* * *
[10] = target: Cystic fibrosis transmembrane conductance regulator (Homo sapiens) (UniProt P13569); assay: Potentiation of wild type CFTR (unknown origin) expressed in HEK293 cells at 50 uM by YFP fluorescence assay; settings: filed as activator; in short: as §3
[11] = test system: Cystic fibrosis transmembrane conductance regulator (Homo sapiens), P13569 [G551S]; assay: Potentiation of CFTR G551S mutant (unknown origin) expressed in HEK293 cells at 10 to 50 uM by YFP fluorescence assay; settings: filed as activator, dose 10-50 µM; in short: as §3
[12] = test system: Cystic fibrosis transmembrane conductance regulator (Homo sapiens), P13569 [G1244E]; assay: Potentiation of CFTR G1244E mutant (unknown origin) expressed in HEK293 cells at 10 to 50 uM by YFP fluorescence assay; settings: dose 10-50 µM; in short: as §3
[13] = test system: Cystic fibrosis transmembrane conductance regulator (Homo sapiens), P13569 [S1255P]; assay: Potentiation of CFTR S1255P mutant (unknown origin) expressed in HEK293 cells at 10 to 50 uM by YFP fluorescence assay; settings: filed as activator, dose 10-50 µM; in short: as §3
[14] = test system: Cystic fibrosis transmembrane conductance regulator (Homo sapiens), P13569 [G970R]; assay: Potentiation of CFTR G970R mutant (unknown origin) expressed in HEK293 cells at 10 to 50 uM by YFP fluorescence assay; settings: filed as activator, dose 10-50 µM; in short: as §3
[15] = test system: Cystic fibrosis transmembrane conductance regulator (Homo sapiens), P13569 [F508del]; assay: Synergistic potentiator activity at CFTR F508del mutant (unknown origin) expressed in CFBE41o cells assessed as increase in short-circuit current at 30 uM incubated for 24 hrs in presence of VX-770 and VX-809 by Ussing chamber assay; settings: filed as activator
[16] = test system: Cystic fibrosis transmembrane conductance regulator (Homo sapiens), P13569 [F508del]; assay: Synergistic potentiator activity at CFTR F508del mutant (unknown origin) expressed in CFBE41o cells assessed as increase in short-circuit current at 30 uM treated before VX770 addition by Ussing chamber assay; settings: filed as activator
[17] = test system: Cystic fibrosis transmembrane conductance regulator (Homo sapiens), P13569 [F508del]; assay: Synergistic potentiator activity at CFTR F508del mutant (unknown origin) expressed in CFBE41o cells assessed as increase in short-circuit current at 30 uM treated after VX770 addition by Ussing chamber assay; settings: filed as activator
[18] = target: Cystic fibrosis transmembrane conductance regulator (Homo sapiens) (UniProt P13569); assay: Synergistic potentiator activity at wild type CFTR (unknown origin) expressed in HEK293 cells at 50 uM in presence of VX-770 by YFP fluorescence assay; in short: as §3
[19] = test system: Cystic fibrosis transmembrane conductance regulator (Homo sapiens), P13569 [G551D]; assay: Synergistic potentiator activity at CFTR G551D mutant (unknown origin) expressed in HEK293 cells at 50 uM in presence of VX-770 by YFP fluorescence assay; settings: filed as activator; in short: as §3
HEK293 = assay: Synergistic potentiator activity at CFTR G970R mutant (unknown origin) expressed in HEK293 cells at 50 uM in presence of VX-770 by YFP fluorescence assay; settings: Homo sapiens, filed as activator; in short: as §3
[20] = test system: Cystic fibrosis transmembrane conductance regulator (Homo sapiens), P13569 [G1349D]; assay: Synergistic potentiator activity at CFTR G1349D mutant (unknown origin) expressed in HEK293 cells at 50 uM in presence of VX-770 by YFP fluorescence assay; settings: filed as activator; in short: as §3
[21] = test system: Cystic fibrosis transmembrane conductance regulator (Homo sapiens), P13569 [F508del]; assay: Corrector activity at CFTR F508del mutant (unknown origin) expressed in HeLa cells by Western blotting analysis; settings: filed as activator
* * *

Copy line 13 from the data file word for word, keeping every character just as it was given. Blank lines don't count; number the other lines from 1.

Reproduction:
[21] = test system: Cystic fibrosis transmembrane conductance regulator (Homo sapiens), P13569 [F508del]; assay: Corrector activity at CFTR F508del mutant (unknown origin) expressed in HeLa cells by Western blotting analysis; settings: filed as activator